The first step in creating a raised bed garden is to decide how large you’d like it to be. It should be no wider than 4 feet, so you can reach comfortably to end to plants from both sides, but it can be as long as you’d like. Most people stick with 4×4 foot plots, and you can do many 4×4 foot plots or one 4×12 or 4×20 or whatever you want!

You can build your frame out of standard lumber. 2×6 lumber is good enough for a frame that will house shallow-root vegetables such as radishes, lettuce, and spinach. If you want to grow larger vegetables like corn or tomatoes, you’ll need 2×12 boards, so your soil can be at least 10 inches deep.

Opinion varies on whether or not you should use treated lumber. If you use untreated lumber, it will rot within a few years and you’ll have to start your garden all over from scratch. If you use treated wood, it has a small potential to leech toxic chemicals into the soil which might be picked up by your plants and passed to you.

If you want to be on the safe side, you should stick with untreated wood. But treated wood is very convenient, and many scientists claim the chances of anyone actually being harmed by the small amount of chemicals that might leech into the soil would be miniscule. This is a personal choice, so whatever you decide is right for you is just fine.

You should have your lumber cut for you when you buy it. You need the lumber ends to be perfectly even so soil won’t leak out once you put your raised bed together. This is extremely difficult to do yourself unless you have a large saw. A circular saw or handsaw probably won’t cut it.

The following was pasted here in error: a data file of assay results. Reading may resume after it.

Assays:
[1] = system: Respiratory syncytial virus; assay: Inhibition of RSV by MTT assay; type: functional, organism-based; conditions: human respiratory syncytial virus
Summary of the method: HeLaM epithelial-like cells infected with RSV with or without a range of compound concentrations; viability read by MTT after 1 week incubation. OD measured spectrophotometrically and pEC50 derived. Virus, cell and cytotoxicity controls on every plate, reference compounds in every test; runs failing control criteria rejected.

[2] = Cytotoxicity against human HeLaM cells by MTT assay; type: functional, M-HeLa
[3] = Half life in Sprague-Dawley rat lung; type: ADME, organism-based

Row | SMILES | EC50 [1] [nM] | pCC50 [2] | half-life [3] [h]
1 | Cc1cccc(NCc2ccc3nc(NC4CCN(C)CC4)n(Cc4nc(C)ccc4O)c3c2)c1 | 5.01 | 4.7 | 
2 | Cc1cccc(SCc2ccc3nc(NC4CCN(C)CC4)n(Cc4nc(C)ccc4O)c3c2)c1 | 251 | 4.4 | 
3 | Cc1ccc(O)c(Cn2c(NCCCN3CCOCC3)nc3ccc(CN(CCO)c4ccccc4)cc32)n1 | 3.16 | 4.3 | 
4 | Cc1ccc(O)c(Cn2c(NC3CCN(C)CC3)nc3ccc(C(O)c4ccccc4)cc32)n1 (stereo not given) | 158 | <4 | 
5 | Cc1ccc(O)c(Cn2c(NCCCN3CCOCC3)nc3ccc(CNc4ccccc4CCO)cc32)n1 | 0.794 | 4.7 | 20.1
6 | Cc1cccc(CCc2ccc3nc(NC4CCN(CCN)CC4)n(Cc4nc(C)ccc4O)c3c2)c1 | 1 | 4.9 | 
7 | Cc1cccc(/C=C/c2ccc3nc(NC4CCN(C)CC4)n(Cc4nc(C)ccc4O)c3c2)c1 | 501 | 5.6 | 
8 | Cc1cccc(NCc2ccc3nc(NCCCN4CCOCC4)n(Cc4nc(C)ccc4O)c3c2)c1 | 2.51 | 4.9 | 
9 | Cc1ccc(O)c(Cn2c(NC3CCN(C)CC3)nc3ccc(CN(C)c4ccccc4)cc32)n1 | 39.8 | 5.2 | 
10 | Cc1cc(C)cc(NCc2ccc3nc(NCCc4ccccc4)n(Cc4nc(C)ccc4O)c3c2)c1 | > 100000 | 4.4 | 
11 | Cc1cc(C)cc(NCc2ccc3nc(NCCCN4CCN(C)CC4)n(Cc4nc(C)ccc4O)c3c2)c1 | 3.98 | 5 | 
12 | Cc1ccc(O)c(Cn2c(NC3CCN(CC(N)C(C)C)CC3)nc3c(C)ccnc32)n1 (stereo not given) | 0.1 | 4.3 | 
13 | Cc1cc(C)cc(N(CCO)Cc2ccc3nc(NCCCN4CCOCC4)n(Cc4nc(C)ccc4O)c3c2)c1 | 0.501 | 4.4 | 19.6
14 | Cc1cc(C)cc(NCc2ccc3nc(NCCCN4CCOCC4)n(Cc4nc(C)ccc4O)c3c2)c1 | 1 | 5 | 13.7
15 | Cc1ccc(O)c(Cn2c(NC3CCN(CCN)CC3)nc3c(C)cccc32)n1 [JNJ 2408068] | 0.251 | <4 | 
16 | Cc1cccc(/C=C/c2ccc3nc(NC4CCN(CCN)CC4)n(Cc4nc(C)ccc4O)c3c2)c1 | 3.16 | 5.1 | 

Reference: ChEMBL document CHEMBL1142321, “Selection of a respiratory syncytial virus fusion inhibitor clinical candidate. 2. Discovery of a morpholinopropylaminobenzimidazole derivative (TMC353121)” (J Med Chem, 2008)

You’ll need to use three 4-inch ribbed deck nails at each joint to put your frame together. Other types of deck nails just won’t hold tightly enough to ensure your bed won’t fall apart until the pressure of all that soil and plant material.

You should assemble the frame on a flat, level surface, not directly in the garden if you can help it. Your frame will be much sturdier if it’s assembled on your deck or driveway. Then you might require help moving it to the garden, as it will probably be heavy.

You should leave a minimum of two feet between boxes, preferably three feet. You need enough room to move around comfortably. Be sure to choose a good location right from the start, because once they’re filled with soil, they’d be impossible to move without emptying them!

You can dig up or till the soil underneath the frames if you wish, but it’s generally not necessary. Most plants will grow just fine in the 6 or 12 inches of soil inside the frame, and they should be able to push through the ground if they really need to. As long as you provide very high quality soil with plenty of organic material, your plants should never need to shoot roots down past those 12 inches.

Your soil should be the highest quality soil you can manage. You can purchase commercial potting soil, but it generally won’t be high enough quality. You should add more organic material to this soil. You can use homemade compost, composted manure, or other rich organic material to make the soil you use the best possible quality.